All traditional ideological/religious systems are, at present, in acute conflict, if not in collapse. We need a system of agreed values that rises above all these wrangles and can be agreed as a moral blueprint for mankind. . . . An International Declaration of Human Values should be prepared by the United Nations as a necessary partner to the Universal Declaration of Human Rights.
—Dr. James Hemming, at the Golden Jubilee Conference of the Progressive League, London. Reported in The Freethinker, London, May 1983.
Man’s specific tool for adaptation and survival is, in my view, the evolution of values. That which works in helping us survive becomes a “value.” Values gradually are integrated into complex adaptations we call value systems. Value systems develop momentum of their own and then enhance or impair our ability to adapt to new conditions.
—Roderic Gorney, in The Human Agenda
The adoption of the “Universal Declaration of Human Rights” by the United Nations General Assembly on December 10, 1948, was an historic event. It was the successful culmination of the efforts of H. G. Wells in the 1940s for the diffusion worldwide of a declaration of “The Rights of Man” for the world citizen. The “Universal Declaration of Human Rights” is the most important and far-reaching of all U.N. declarations and a source of inspiration for national and international efforts to promote and to protect human rights and fundamental freedoms.
The basic philosophy and concept of humankind on which the Declaration is based is stated succinctly in Article 1 of the Declaration, which reads: “All human beings are born free and equal in dignity and rights. They are endowed with reason and conscience and should act towards one another in a spirit of brotherhood.”
Unfortunately, the human rights that this Declaration spells out are largely violated by governments and people all over the world. There are, no doubt, many and complex reasons—social, political, eco-nomic—for this state of affairs. But the failure to uphold and implement these human rights is mainly because the basic human values on which these rights are founded have not been clarified and universally accepted and internalized by the people. Besides, in many countries, the traditional values, social relationships, and modes of thinking, which are a part of the ethos of these countries, are in conflict with the values that form the basis of the “Universal Declaration of Human Rights.” In these countries there is a need for social and cultural change, which is the task of the humanist movements in those countries to bring about.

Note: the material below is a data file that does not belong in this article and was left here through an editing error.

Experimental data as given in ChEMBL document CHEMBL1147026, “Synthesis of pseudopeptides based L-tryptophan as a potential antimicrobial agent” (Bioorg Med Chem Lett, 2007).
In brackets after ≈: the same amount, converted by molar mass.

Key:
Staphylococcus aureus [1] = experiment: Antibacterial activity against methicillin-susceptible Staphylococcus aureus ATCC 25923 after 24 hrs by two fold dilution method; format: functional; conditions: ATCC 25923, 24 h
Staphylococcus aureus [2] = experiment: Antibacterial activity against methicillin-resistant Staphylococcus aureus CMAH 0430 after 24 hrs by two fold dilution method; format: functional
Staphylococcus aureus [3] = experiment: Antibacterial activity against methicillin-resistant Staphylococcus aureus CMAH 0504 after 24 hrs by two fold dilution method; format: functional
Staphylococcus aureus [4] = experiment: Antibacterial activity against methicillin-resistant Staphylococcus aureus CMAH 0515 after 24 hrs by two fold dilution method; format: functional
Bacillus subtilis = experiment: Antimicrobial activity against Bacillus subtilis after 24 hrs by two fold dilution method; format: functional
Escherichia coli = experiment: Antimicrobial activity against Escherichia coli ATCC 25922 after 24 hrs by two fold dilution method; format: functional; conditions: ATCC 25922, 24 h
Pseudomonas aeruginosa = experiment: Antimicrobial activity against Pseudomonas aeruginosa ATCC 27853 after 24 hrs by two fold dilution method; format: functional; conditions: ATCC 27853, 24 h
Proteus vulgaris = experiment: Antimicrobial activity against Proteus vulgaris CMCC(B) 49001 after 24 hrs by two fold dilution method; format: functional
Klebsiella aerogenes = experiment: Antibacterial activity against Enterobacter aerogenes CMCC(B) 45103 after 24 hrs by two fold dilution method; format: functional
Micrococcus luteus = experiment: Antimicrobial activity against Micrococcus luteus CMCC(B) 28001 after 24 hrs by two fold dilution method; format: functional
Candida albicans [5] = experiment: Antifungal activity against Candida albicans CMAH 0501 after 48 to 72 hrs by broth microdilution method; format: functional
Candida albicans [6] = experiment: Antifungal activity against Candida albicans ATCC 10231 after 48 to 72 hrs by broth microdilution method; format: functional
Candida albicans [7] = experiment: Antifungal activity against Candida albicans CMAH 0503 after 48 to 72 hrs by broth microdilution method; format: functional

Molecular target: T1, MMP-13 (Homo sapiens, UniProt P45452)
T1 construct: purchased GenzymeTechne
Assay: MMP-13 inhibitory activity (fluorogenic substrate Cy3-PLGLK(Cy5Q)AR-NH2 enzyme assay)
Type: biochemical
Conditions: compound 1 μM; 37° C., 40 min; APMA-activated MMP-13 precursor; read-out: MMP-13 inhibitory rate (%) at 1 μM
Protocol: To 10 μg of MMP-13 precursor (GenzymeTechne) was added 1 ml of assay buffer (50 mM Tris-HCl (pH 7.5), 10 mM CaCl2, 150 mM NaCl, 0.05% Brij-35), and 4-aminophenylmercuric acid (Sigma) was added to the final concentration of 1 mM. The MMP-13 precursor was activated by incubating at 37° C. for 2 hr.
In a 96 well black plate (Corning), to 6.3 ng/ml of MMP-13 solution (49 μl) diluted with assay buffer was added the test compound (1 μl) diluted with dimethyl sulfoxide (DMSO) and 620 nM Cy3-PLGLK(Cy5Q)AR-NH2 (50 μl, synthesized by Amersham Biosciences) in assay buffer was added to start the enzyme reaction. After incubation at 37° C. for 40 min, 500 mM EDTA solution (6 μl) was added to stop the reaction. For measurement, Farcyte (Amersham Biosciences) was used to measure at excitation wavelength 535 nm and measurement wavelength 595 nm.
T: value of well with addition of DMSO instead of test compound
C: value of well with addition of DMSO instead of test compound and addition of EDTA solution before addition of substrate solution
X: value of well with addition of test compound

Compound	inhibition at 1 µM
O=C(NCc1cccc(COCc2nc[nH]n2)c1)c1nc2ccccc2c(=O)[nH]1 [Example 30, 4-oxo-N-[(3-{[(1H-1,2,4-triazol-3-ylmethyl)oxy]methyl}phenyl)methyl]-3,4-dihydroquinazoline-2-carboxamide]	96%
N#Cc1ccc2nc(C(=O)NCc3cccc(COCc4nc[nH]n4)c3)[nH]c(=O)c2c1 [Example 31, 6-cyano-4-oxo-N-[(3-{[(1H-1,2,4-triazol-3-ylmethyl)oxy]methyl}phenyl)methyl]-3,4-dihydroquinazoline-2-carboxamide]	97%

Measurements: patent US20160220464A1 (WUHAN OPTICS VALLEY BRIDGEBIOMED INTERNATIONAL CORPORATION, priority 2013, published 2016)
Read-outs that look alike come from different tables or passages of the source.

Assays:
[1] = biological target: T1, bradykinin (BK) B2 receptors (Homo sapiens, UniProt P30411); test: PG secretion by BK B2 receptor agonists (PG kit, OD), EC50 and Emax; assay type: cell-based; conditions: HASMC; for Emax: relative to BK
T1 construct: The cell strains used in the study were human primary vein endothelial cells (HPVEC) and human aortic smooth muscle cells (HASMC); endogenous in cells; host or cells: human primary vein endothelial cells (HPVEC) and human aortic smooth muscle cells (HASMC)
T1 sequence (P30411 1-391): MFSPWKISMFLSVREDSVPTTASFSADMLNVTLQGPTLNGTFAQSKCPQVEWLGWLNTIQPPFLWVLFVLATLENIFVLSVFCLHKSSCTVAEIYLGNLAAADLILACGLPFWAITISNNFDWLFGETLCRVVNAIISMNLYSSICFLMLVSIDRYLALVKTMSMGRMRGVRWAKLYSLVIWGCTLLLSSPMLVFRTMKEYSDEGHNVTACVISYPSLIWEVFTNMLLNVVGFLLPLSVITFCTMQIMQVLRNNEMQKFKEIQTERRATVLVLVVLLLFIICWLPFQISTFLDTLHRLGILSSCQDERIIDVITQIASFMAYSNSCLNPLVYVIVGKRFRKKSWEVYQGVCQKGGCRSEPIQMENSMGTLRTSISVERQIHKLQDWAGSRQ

It is evident that the “Universal Declaration of Human Rights” is founded on secular humanist values. It is only when a majority of the people all over the world intellectually and emotionally accept these values that the human rights mentioned in the Declaration can become a reality. It is, therefore, necessary to have a Declaration stating the basic human values on which the “Universal Declaration of Human Rights” is founded.
The development of human moral and ethical values is the criterion of social and cultural progress. It is only when a majority of the people in the world become committed intellectually and emotionally to the basic human values of freedom truth, reason, and compassion that we can hope for a free and peaceful world.
The International Humanist and Ethical Union (IHEU) is the most appropriate organization to issue a “Universal Declaration of Human Values” as a humanistic moral and ethical blueprint for men and women everywhere to aspire to. This could be the first step toward persuading the United Nations to issue a similar Declaration as a parallel to the “Universal Declaration of Human Rights” and included in the International Bill of Human Rights. This will ensure a wider acceptance of human rights and strengthen the efforts to bring about a free, just, and peaceful world.
The aims of the international humanist movement as well as the national humanist movements and organizations may be broadly divided into two basic tasks: (1) The promotion and spread of modern scientific knowledge, which could be the foundation for a rational humanistic world-view; and (2) The promotion of secular human values, which should form the basis of social, political, and cultural relationships and behavior leading to the establishment of a just and humane social order.